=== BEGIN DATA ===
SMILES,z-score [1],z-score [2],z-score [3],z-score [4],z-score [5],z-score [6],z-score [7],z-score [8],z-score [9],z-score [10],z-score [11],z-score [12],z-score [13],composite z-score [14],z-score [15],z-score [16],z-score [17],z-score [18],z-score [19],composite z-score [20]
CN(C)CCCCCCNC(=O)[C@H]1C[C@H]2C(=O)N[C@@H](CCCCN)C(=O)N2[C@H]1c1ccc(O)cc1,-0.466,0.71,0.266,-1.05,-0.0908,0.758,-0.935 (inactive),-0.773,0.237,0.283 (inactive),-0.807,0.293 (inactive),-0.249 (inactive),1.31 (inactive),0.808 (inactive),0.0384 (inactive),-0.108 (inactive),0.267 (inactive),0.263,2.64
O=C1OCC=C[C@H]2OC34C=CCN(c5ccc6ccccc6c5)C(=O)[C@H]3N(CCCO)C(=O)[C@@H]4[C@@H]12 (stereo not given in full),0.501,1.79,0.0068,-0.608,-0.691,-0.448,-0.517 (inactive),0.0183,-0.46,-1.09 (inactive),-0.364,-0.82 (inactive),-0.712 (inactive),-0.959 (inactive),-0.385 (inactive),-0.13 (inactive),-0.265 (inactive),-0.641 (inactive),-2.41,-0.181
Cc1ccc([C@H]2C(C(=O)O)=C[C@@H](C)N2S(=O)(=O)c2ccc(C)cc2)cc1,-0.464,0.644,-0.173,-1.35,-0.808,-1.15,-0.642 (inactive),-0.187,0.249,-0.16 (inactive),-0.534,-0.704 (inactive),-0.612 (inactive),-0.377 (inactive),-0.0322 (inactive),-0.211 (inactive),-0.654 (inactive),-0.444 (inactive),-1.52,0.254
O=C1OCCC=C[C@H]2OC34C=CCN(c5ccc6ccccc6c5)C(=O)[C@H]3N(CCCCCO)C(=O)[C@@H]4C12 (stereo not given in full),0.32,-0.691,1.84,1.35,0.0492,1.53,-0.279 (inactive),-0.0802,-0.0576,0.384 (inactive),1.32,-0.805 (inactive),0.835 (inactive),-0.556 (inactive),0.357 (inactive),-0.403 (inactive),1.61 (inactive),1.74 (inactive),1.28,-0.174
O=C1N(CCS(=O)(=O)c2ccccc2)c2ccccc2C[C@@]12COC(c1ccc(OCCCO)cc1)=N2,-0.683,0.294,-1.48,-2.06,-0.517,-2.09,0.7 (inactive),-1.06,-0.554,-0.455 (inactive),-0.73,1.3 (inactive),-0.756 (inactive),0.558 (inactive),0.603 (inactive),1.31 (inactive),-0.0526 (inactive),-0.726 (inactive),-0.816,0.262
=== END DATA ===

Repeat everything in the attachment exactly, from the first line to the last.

SMILES,z-score [1],z-score [2],z-score [3],z-score [4],z-score [5],z-score [6],z-score [7],z-score [8],z-score [9],z-score [10],z-score [11],z-score [12],z-score [13],composite z-score [14],z-score [15],z-score [16],z-score [17],z-score [18],z-score [19],composite z-score [20]
CN(C)CCCCCCNC(=O)[C@H]1C[C@H]2C(=O)N[C@@H](CCCCN)C(=O)N2[C@H]1c1ccc(O)cc1,-0.466,0.71,0.266,-1.05,-0.0908,0.758,-0.935 (inactive),-0.773,0.237,0.283 (inactive),-0.807,0.293 (inactive),-0.249 (inactive),1.31 (inactive),0.808 (inactive),0.0384 (inactive),-0.108 (inactive),0.267 (inactive),0.263,2.64
O=C1OCC=C[C@H]2OC34C=CCN(c5ccc6ccccc6c5)C(=O)[C@H]3N(CCCO)C(=O)[C@@H]4[C@@H]12 (stereo not given in full),0.501,1.79,0.0068,-0.608,-0.691,-0.448,-0.517 (inactive),0.0183,-0.46,-1.09 (inactive),-0.364,-0.82 (inactive),-0.712 (inactive),-0.959 (inactive),-0.385 (inactive),-0.13 (inactive),-0.265 (inactive),-0.641 (inactive),-2.41,-0.181
Cc1ccc([C@H]2C(C(=O)O)=C[C@@H](C)N2S(=O)(=O)c2ccc(C)cc2)cc1,-0.464,0.644,-0.173,-1.35,-0.808,-1.15,-0.642 (inactive),-0.187,0.249,-0.16 (inactive),-0.534,-0.704 (inactive),-0.612 (inactive),-0.377 (inactive),-0.0322 (inactive),-0.211 (inactive),-0.654 (inactive),-0.444 (inactive),-1.52,0.254
O=C1OCCC=C[C@H]2OC34C=CCN(c5ccc6ccccc6c5)C(=O)[C@H]3N(CCCCCO)C(=O)[C@@H]4C12 (stereo not given in full),0.32,-0.691,1.84,1.35,0.0492,1.53,-0.279 (inactive),-0.0802,-0.0576,0.384 (inactive),1.32,-0.805 (inactive),0.835 (inactive),-0.556 (inactive),0.357 (inactive),-0.403 (inactive),1.61 (inactive),1.74 (inactive),1.28,-0.174
O=C1N(CCS(=O)(=O)c2ccccc2)c2ccccc2C[C@@]12COC(c1ccc(OCCCO)cc1)=N2,-0.683,0.294,-1.48,-2.06,-0.517,-2.09,0.7 (inactive),-1.06,-0.554,-0.455 (inactive),-0.73,1.3 (inactive),-0.756 (inactive),0.558 (inactive),0.603 (inactive),1.31 (inactive),-0.0526 (inactive),-0.726 (inactive),-0.816,0.262